BRADENTON, Fla. – The federal judge overseeing the case against former JPMorgan bankers Charles LeCroy and Douglas MacFaddin has denied the Security and Exchange Commission’s request to set a trial date.
The bankers, who face pay-to-play charges related to municipal bond and swap transactions with bankrupt Jefferson County, Ala., said they would be at a disadvantage without being able to depose CDR Financial Products Inc. senior vice president Douglas Goldberg, and the judge agreed Friday.
Judge Abdul Kallon said he had to weigh competing interests in deciding whether to continue to delay the case.
The “potential miscarriage of justice to defendants LeCroy and MacFaddin” from proceeding without Goldberg’s testimony favors continuing the stay on taking a deposition from Goldberg until April 1, after Goldberg is sentenced in an unrelated case, in which he pleaded guilty to participating in a conspiracy to rig bids for municipal bond investment contracts. His sentencing is currently set for March 20, 2014.
CDR was the swap adviser to Jefferson County as it built a portfolio of derivatives during the issuance of nearly $3.2 billion of auction- and variable-rate sewer warrants sold to rebuild an aging regional sewer system under a federal consent decree.
The SEC, which previously agreed with delaying the 2009 case against the JPMorgan bankers, asked the judge to set trial in February 2014 without deposing Goldberg saying that 31 depositions had been taken and “hundreds of thousands of documents” exchanged in the discovery process.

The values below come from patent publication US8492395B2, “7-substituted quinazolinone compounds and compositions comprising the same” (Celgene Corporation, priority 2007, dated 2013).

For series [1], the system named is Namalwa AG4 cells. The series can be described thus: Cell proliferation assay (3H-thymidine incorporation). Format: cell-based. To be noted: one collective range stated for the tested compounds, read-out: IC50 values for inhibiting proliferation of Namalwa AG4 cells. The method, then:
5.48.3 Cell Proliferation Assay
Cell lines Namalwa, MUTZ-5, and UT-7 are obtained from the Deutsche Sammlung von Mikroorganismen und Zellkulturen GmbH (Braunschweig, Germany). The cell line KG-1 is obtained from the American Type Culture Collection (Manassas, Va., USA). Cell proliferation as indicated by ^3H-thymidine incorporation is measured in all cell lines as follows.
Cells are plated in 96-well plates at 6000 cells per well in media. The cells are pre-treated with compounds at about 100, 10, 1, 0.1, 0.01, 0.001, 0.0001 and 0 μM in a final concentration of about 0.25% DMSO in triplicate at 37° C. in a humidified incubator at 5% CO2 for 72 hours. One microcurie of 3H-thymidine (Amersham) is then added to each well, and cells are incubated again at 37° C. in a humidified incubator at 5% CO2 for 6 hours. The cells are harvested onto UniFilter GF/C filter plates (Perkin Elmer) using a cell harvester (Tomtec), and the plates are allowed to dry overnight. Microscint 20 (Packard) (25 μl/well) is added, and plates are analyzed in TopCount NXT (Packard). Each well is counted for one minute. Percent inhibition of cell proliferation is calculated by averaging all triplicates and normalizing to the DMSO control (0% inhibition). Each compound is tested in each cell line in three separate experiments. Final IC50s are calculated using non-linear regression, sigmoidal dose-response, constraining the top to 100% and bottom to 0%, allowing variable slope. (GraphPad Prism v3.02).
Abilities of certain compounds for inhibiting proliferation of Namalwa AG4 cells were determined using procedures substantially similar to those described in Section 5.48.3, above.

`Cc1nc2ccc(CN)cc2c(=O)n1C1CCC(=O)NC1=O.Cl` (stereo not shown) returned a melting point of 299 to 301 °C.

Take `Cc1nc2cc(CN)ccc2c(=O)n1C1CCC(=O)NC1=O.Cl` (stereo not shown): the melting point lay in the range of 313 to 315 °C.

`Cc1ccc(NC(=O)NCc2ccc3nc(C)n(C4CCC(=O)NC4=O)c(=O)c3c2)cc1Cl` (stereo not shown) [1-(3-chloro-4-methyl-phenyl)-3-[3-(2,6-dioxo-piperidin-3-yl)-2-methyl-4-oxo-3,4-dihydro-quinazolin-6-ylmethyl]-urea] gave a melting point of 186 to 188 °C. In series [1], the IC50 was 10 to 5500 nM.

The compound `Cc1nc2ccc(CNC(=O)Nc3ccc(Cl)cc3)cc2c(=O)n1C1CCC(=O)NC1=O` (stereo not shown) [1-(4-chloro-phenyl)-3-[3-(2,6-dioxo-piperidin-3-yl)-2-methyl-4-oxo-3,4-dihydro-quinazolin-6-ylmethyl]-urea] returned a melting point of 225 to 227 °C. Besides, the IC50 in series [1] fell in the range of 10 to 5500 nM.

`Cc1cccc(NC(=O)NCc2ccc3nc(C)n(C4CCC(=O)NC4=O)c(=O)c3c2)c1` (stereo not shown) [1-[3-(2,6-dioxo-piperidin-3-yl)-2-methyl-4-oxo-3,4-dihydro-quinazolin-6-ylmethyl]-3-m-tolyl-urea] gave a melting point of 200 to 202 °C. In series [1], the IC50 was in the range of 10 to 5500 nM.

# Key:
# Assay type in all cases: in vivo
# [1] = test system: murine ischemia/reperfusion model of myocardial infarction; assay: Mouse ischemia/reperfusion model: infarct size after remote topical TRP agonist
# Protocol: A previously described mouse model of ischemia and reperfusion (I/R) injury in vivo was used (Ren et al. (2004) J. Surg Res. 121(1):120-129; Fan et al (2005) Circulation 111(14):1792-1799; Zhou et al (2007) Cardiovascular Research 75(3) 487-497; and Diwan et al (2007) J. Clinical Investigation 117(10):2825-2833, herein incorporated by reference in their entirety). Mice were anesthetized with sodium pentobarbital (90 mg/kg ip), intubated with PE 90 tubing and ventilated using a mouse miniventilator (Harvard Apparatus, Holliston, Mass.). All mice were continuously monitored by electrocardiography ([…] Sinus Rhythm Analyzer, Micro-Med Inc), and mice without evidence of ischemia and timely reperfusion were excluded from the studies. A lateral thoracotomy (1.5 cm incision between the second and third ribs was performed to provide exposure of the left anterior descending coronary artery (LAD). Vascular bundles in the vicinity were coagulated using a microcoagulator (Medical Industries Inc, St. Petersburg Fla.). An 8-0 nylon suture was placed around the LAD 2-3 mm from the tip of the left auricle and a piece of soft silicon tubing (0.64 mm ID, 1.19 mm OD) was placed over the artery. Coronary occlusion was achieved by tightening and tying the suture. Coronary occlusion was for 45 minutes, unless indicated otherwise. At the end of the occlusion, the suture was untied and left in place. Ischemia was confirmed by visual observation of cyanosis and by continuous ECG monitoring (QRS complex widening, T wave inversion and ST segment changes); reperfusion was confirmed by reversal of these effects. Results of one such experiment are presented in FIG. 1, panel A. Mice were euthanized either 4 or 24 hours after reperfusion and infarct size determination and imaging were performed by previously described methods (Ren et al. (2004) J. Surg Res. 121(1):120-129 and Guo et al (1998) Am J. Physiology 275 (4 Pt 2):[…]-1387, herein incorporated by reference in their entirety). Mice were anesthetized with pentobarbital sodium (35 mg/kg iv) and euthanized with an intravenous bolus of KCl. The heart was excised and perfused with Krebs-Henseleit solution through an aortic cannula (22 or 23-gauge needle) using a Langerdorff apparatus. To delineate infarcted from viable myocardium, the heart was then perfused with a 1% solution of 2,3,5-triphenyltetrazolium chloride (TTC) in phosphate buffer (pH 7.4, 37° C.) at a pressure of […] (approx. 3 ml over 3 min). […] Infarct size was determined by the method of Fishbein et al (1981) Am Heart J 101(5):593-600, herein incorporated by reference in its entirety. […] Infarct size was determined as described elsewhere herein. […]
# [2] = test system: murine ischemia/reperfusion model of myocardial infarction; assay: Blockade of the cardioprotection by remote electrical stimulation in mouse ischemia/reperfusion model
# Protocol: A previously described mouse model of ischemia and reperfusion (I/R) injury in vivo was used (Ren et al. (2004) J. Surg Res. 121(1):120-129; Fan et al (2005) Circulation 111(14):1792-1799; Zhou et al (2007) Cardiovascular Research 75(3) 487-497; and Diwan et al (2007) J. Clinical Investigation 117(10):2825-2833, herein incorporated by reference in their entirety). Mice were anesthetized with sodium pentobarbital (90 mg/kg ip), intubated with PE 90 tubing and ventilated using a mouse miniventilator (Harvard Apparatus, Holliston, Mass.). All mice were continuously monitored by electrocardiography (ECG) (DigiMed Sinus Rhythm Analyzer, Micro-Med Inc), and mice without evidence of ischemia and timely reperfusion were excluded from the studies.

LeCroy and MacFaddin, who said Goldberg’s testimony is critical, have been charged with making more than $8 million in undisclosed payments to close friends of certain Jefferson County commissioners and broker-dealers to ensure that JPMorgan would be selected as managing underwriter of Jefferson County’s sewer deals, and that the firm’s affiliated bank would be chosen as the main swap counterparty.
The SEC brought suit against the two bankers shortly after settling securities fraud charges with JPMorgan.
Without admitting or denying the SEC’s charges, the investment bank agreed to pay $75 million in penalties and to forfeit more then $647 million of claimed swap termination fees. The $75 million in penalties was collected by Jefferson County.
Last week, Jefferson County’s attorneys announced a plan support agreement with 78% of the creditors holding $3.1 billion in defaulted sewer system warrants that is expected to help the county exit bankruptcy by mid-December.
In that agreement, JPMorgan approved redistributing all but about 20% of its $1.218 billion holdings so that other sewer system creditors on average could recover about 80 cents on the dollar.
In the LeCroy and MacFaddin case, the judge has set a deadline of Oct. 7 for the bankers to file summary judgment motions concerning the statute of limitations or jurisdiction over the relevant swap transactions. The SEC must reply to the motions, if any are filed, by Nov. 18.